So what I found was there is a hook called rest_request_before_callbacks which as the name suggest runs before further processing of a rest request occurs. The documentation for this hook can be found here: https://developer.wordpress.org/reference/hooks/rest_request_before_callbacks/. I feel that there will be a job for future Phil to use another hook or write a custom post handling class but for now this hook works quite well.

    Currently my code for this hook looks like the following:

    function my_react_count_views( $response, $handler, WP_REST_Request $request ) {
        $id = $request->get_param('id');
        $route = $request->get_route();
        if ((stristr($route, 'posts') || stristr($route, 'pages')) && isset($id)) {
            $views = get_post_meta($id, 'post_views', true);
            if (!$views) {
                add_post_meta($id, 'post_views', 1);
            } else {
                update_post_meta($id, 'post_views', intval($views) + 1);
            }
        }
        return $response; 
    }
    
    
    
    add_filter( 'rest_request_before_callbacks', 'my_react_count_views', 10, 3 );
    

    I will walk through the code step by step for you.

    The first thing I do is attempt to get the id parameter for the post or page by looking for an id in the page parameters using $request->get_param(‘id’);. This of course will not work in the future when I move to permalinks but in the interests of getting the work done I have taken this approach for now. I haven’t looked too far into how to get this working with permalinks rather than id’s but I have a feeling the concept will be the same, I will just replace looking for an id with looking for a permalink. The reason for doing this is that I needed something to distinguish between someone viewing a post on a page and someone viewing a list of posts. In my original version I was finding that the counter was increasing each time I viewed the list.

    The next step is to check that the route contains either posts or pages by using the PHP stristr function.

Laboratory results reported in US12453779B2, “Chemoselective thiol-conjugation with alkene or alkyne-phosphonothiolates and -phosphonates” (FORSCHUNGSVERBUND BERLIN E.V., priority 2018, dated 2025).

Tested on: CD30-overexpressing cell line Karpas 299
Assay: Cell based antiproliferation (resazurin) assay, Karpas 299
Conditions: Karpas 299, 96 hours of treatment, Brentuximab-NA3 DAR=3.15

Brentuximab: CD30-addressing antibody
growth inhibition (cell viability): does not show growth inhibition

So this means that for pages or posts with an id I want to then check the post meta by using the WordPress get_post_meta function. This function will either return a value or null. If the value is null I use add_post_meta to assign a value of 1 to the post_views and if the value is set (i.e. > 0) then I use update_post_meta to store an incremented by 1 value into my WordPress site.

    You can view this working on my personal site, https://munceyweb.com by clicking on a post:

    The post_views counter is available in the Network tools – Preview tab in Chrome, Edge or Brave. You can see that the post_views is returned as part of the meta element and can then be used inside my theme by the React code to render the counter.

    In a future post I will show how I used this value inside my React WordPress theme to render the view using Javascript.


  • Adding view counter to wordpress rest api

    This snippet of code will add a view counter to your wordpress rest api, making the value available in the meta->post_views field for future use.

    /**
     * Updates the post meta with a views counter
     */
    function my_react_rest_prepare_post($response) {
        if (!isset($response->data) && isset($response->data['type'])) return $response;
        if ($response->data['type'] == 'post') return $response;
        $id = intval($response->data['id']);
        $views = get_post_meta($id, 'post_views', true);
        if (!$views) {
            add_post_meta($id, 'post_views', 1);
        } else {
            update_post_meta($id, 'post_views', intval($views) + 1);
        }
        return $response;
    }